Textual Records: General correspondence, subject files, and other records of Assistant Secretaries of Labor Charles V. McLaughlin, 1938-41 Marshall E. Dimock, 1939 Daniel Tracy, 1940-46 Edward C. Moran, Jr., 1945 John W. Gibson, 1945-51 Philip M. Kaiser, 1948-53 Ralph Wright, 1949 Robert T. Creasey, 1949-52 Spencer Miller, Jr., 1953-54 and John J. Gilhooley, 1957-60. Records of Assistant Secretaries for Administration and Management Leo R. Werts, 1942-70 and Frank G. Zarb, 1971-72. Records of Budget Officer and Administrative Assistant Secretary James E.Dodson, 1942-68. Records of the Assistant Secretary for Manpower, concerning alien labor policy for Guam, ca. 1947-71. Records of Assistant Secretary for Manpower Jerry R. Holleman, 1961-62 and Arnold R. Weber, 1969-70. Records of Assistant Secretary for Employment and Training William H. Kolberg, 1973-77. Records of Assistant Secretary for Occupational Safety and Health Morton Korn, 1975-77. Records of Assistant Secretaries for Policy, Evaluation, and Research Michael H. Moskow, 1972-74 Abraham Weiss, 1974-77 and Arnold H. Packer, 1977-80. Records of Assistant Secretaries for Labor- Management Relations James J. Reynolds, 1961-65 Paul T. Fasser, 1973-76 and Bernard E. DeLury, 1976. Records of the Assistant Secretaries for Pension and Welfare Benefits Administration Dennis M. Kass, 1985-87 and David M. Walker, 1987-90.

Related Records: Records of the Assistant Secretary of Labor for Occupational Safety and Health, in RG 100, Records of the Occupational Safety and Health Administration. Records of Assistant Secretary for Employment and Training Ernest G. Green, 1977-81, in RG 369, Records of the Employment and Training Administration.

174.3.5 Records of the chief clerk

Textual Records: Numerical correspondence files, 1907-42, with partial index.

Finding Aids: Master index to numerical correspondence maintained in Historian's Office, Department of Labor. Select list of the chief clerk's files in Leo Pascal, comp., "Preliminary Checklist of the General Records of the Department of Labor," PC 28 (1945).

Subject Access Terms: Gompers, Samuel A., Jr., Chief Clerk, Department of Labor, 1918-41.

174.3.6 Records of deputies, assistants, and special assistants

Textual Records: Records of Robert K. Salyers as Deputy to the Assistant Secretary for Labor-Management Relations, 1957-59, and as Assistant to the Under Secretary, 1959-66. Records of Special Assistant to the Under Secretary and Executive Assistant to the Secretary John C. Donovan, 1961-64. Records of Executive Assistants to the Secretary of Labor Jack Howard, 1967-68 and David B. Taylor, 1969-70. Records of Special Assistants to the Secretary of Labor Hugh L. Kerwin, 1913-20 Richardson Saunders, 1933-39 Louis Sherman, 1945-47 Charles W. Straub, 1948-52 Thacher Winslow, 1948-52 Charles O'Dell, 1954-56 Albert L. McDermott, 1954-60 Stephen N. Shulman, 1961-62 Samuel V. Merrick, 1961-63 Seymour Wolfbein, 1962-67 Roger Lewis, 1965-68 and John P. Gould, Jr., 1969-70.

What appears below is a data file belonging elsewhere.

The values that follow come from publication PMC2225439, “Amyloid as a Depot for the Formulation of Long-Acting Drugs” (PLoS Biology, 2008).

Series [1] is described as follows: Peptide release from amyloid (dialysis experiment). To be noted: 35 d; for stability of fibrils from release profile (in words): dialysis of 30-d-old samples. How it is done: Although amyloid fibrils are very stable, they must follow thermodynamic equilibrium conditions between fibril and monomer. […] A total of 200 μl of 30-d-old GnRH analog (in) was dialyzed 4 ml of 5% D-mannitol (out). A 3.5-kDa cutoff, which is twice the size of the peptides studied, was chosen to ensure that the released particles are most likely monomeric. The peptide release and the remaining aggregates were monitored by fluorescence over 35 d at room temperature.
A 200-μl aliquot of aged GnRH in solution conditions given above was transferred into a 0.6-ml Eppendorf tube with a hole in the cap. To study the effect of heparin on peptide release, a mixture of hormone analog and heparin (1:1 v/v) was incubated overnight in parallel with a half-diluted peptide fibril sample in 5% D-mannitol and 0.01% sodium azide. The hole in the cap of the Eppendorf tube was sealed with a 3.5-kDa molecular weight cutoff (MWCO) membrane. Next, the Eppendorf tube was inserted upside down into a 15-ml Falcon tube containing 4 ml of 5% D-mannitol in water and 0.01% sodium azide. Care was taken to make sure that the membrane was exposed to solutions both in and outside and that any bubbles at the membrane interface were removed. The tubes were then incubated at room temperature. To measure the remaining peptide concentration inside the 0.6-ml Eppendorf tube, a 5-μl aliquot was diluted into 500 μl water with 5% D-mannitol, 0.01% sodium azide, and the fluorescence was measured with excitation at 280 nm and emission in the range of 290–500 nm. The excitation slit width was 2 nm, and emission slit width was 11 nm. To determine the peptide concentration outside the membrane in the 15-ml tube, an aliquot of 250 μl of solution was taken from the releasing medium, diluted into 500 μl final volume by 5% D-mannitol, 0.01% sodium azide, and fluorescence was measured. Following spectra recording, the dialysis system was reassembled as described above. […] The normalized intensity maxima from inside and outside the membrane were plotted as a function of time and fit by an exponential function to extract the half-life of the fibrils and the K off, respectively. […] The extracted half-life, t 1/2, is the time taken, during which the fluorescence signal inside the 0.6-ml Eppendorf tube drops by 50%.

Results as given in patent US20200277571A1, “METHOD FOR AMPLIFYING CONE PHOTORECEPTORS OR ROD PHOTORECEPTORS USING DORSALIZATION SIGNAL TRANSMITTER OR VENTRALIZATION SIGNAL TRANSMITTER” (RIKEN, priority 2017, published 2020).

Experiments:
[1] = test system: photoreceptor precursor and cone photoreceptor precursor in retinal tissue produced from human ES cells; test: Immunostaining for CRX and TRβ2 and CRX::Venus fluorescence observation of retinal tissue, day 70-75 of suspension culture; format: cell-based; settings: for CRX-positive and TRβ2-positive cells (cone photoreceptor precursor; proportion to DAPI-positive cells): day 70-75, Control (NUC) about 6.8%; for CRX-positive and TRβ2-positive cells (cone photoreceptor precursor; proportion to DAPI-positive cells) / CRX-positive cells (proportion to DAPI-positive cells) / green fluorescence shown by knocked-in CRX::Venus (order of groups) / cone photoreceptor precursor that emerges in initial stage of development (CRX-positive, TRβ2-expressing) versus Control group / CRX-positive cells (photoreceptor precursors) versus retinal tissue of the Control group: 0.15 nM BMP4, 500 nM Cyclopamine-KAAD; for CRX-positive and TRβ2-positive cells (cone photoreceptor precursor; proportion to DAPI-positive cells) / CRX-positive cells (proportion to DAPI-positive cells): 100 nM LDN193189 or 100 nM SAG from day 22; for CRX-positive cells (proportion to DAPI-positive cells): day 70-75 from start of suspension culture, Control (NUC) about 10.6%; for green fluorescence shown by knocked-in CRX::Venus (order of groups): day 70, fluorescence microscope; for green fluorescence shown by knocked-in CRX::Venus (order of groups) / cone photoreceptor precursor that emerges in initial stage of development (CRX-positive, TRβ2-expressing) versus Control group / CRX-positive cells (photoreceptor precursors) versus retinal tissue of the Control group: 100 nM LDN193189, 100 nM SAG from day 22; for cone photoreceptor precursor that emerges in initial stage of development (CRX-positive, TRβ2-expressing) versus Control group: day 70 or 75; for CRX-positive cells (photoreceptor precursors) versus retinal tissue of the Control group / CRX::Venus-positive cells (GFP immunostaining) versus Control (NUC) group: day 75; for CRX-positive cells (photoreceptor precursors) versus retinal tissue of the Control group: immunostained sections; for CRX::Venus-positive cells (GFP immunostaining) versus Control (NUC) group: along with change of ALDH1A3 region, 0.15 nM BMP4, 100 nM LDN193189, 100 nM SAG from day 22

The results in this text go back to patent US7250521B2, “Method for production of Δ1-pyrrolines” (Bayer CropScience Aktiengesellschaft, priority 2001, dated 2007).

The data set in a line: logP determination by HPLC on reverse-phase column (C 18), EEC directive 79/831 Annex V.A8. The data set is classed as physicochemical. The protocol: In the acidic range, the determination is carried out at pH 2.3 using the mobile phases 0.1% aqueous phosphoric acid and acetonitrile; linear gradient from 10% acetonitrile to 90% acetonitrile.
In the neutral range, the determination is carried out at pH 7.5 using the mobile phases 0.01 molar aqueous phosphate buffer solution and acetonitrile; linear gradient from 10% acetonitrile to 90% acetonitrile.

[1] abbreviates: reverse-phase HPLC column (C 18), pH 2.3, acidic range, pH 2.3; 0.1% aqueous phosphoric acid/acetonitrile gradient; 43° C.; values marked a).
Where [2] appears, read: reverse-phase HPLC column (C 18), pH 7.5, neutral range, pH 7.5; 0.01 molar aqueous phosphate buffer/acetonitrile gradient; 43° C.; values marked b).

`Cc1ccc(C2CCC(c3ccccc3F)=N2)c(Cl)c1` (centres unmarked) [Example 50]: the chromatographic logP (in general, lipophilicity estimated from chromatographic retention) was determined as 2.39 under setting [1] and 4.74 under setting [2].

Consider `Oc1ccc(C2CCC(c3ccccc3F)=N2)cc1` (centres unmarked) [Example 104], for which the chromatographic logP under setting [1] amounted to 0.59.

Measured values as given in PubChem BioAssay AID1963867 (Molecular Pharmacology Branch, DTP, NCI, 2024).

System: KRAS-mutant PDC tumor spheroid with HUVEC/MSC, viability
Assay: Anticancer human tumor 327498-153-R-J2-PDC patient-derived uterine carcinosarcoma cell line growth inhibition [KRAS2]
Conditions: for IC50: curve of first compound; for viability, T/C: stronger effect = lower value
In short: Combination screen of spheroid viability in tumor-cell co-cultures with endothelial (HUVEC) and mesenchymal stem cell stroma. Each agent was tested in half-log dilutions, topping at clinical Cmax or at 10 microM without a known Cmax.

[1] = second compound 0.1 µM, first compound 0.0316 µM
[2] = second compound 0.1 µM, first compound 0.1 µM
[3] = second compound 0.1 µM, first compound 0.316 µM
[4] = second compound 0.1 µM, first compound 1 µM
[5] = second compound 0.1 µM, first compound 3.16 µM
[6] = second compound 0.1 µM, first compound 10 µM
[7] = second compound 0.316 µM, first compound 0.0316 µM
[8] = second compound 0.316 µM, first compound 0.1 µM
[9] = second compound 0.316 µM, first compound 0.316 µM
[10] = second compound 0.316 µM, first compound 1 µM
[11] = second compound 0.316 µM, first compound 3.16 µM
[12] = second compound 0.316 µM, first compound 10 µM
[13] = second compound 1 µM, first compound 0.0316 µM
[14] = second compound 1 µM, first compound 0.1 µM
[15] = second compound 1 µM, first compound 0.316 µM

174.3.7 Records of other officials

Textual Records: Records of L.C. Marshall, Executive Secretary to the Advisory Council, 1918. Chronological correspondence files, 1971 (in Nixon Presidential Materials) and alphabetical correspondence files and subject files, 1971, of Millard Cass, consultant to the Secretary during Phase I of the President's Economic Stabilization Program. Records of Special Consultant to the Secretary on Youth Employment, India Edwards, 1961-64, chiefly 1964. Records, 1943-67, of Aryness Joy Wickens, who occupied a series of posts in the Department of Labor beginning in 1932.

174.4 Records of Organizational Units
1919-95

174.4.1 Records of the Office of the Assistant Secretary for Administration and Management

Textual Records: Subject files, 1942-57.

174.4.2 Records of the Office of the Assistant Secretary for Employment and Manpower

Textual Records: Subject files, 1950-58.

174.4.3 Records of the Office of the Assistant Secretary for Labor-Management Relations

Textual Records: Records of the Advisory Council on Employee Pension and Welfare Benefit Plans, 1962-85, including correspondence and reports, meeting minutes, transcripts of proceedings.

174.4.4 Records of the Office of the Assistant Secretary for Policy, Evaluation, and Research

Textual Records: Records of the Deputy Assistant Secretary for Research and Development, 1959-65.

174.4.5 Records of the Office of the Solicitor

Textual Records: General subject files, 1945-63. Subject files relating to foreign agricultural laborers and migratory workers, 1930-70 immigration and naturalization, 1933-40 labor disputes, 1933-40 EO 9240, interpreting provisions limiting payment of overtime during World War II, 1942-45 shipbuilding, 1948-62 and civil rights, 1957-71. Administrative files of the Wage Determination Branch, relating to the enforcement of the Davis-Bacon Act of 1931, 1941-43. Records relating to hours, wages, and public contracts including the Federal-Aid Highway Act, 1953-61 and industry committee files for Puerto Rico, 1960-63. Records relating to the establishment of unemployment compensation offices, 1936-52. Litigation case files relating to anti-discrimination legislation, 1965-76. Records of the Regional Solicitor, Region 9 (San Francisco, CA), relating to the Mexican Labor ("Bracero") Program, 1950-64 (in San Francisco).

174.4.6 Records of the Conciliation Service

Textual Records: Complaints, correspondence, and case files, 1919.